• Born September 20, 1916 – Bradford M. Day. He’s best known as an early bibliographer of science fiction and fantasy. Some of his pubs which are archived in the University of Texas System include The Complete Checklist of Science-Fiction Magazines which is complete up to the late 50s, Edgar Rice Burroughs Biblio: Materials toward a Bibliography of the Works of Edgar Rice Burroughs and Talbot Mundy Biblio: Materials toward a Bibliography of the Works of Talbot Mundy. Anyone recognize the last author?
  • Born September 20, 1935 – Keith Roberts. Best known I think for Pavane where the Catholic Church holds brutal rule over England after the assassination of Queen Elizabeth I. It like most of his novels were a series of linked short stories. There’s a rather good collection of ghost stories by him, Winterwood and Other Hauntings, that has an introduction by Robert Holdstock.
  • Born September 20 – George R.R. Martin, 70. Setting aside A Game of Thrones which is hardly limited to those novels, there’s The Armageddon Rag and Dying of the Light set in his Thousand Worlds universe which I really l like among his myriad novels. There’s a very nice compilation of his excellent short fiction, Dreamsongs: A RRetrospective (not a typo) and I recommend A Song for Lya as well as it’s a collection focused on his early short fiction. Awards? Hugos and  Nebulas, Bram Strokers and so forth almost beyond count.
  • Born September 20 – James P. Blaylock, 58. Writer of the Balumnia trilogy which the author says was inspired by The Wind in The Willows and The Hobbit. Other works include the Narbondo series which has two Victorian London steampunk novels which are wonderful. All of the these stories are collected in The Adventures of Langdon St. Ives. He won World Fantasy Awards for his “Thirteen Phantasms” and “Paper Dragons” stories.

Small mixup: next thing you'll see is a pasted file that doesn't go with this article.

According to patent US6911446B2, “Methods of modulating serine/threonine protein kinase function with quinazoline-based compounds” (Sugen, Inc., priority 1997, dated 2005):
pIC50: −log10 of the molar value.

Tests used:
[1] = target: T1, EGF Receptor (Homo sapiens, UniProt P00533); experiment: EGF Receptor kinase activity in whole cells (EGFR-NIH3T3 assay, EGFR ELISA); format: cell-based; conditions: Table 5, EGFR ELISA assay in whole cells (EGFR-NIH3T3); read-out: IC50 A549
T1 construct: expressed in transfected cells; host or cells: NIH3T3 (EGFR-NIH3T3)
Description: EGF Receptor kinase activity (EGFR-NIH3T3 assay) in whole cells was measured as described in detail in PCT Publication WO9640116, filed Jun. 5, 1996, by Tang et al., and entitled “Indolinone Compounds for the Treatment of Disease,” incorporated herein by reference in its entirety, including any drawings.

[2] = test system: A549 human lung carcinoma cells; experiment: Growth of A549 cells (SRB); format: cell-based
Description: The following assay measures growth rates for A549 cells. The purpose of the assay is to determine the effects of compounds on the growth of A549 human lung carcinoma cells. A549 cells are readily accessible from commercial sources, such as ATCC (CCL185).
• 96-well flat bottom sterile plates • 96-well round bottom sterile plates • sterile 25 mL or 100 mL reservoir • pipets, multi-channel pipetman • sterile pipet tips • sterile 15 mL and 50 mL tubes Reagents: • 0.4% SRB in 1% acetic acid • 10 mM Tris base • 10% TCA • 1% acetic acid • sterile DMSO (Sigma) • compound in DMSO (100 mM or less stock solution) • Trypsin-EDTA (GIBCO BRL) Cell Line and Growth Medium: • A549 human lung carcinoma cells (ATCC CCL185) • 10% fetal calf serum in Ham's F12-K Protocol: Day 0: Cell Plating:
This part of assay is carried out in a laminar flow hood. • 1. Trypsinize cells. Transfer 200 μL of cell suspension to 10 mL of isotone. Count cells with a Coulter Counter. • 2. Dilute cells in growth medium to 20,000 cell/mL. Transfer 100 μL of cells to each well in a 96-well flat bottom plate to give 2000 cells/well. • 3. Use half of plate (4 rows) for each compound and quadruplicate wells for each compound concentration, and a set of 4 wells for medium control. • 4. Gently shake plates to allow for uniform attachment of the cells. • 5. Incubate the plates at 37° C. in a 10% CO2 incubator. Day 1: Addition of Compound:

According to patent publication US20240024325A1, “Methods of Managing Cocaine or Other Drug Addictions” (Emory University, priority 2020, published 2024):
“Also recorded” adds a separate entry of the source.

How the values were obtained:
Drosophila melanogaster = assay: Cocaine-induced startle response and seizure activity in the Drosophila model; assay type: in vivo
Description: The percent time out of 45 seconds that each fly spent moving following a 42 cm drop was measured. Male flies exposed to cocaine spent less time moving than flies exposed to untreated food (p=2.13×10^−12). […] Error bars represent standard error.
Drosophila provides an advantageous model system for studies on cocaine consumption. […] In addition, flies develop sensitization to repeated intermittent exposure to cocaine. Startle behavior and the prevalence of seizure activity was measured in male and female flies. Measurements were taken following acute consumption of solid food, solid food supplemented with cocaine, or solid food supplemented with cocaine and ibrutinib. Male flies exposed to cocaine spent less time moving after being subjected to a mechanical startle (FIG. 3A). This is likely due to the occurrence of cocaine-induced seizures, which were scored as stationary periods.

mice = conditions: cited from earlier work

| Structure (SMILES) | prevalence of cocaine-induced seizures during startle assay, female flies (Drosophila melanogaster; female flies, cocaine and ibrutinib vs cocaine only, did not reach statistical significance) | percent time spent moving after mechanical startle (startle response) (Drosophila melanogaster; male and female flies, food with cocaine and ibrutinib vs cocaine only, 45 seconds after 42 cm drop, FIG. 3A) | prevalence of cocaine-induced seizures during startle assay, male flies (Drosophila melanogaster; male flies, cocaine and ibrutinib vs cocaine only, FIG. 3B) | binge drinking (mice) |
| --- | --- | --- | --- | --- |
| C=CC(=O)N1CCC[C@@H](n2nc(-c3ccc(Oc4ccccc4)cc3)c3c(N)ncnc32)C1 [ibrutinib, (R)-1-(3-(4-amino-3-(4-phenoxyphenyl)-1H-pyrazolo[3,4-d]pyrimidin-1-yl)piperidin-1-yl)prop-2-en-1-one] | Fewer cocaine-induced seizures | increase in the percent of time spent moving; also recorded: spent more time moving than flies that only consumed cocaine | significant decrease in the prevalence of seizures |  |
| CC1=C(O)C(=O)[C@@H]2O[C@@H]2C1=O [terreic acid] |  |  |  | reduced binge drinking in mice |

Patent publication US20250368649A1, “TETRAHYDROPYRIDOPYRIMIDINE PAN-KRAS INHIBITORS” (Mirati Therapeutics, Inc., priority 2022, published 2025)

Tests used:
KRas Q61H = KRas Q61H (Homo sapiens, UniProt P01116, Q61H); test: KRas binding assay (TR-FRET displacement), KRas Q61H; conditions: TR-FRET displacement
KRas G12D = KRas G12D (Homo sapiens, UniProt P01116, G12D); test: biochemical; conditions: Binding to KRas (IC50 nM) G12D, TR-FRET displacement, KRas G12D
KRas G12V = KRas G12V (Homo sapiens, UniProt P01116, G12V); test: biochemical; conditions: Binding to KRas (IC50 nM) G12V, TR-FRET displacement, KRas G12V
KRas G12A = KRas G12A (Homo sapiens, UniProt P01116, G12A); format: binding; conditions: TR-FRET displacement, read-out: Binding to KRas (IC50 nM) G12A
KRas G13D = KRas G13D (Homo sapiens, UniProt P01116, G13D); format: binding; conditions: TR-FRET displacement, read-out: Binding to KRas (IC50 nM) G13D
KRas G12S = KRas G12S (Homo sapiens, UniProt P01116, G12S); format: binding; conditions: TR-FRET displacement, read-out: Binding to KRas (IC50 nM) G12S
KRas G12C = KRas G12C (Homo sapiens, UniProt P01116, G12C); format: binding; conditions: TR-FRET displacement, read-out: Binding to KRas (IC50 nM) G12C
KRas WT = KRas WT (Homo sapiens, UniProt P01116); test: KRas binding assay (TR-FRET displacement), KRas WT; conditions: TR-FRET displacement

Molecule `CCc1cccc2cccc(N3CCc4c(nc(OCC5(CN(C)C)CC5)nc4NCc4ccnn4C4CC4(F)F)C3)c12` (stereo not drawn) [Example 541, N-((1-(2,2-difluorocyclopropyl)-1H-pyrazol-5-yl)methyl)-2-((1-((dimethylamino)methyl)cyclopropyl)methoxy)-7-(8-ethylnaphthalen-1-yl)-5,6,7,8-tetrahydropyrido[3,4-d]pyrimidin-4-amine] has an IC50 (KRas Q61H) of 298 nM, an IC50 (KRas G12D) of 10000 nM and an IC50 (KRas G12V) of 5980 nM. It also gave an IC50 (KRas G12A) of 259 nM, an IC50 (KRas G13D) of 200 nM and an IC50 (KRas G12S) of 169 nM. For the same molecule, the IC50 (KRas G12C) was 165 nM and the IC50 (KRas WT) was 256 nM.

(9) MAJOR PICTURES. Michael Dooley publicizes the just-released DC Comics Before Superman: Major Malcolm Wheeler-Nicholson’s Pulp Comics in his post “Pulp Fiction Facts: the Secret Origin of Comic Books”:

If you’re a fan of Golden Age comic book stories with plenty of action thrills, you should know about the military intelligence officer Malcolm Wheeler-Nicholson. Here’s how Jim Steranko, Silver Age superstar artist on Captain America and Nick Fury, describes him: “He adventured around the globe, from hunting Mexican revolutionary Pancho Villa with famed General John Pershing to fighting with Cossack warriors across Russia during WWI. … As one of the youngest cavalry members serving his country, Wheeler-Nicholson faced enemies from the Philippines to Siberia.” This character could have been the star of his own comics during those early, anything-goes 1930s and ’40s, or the hero of numerous 1920s and ’30s pulp fiction tales. And in a way, he was both….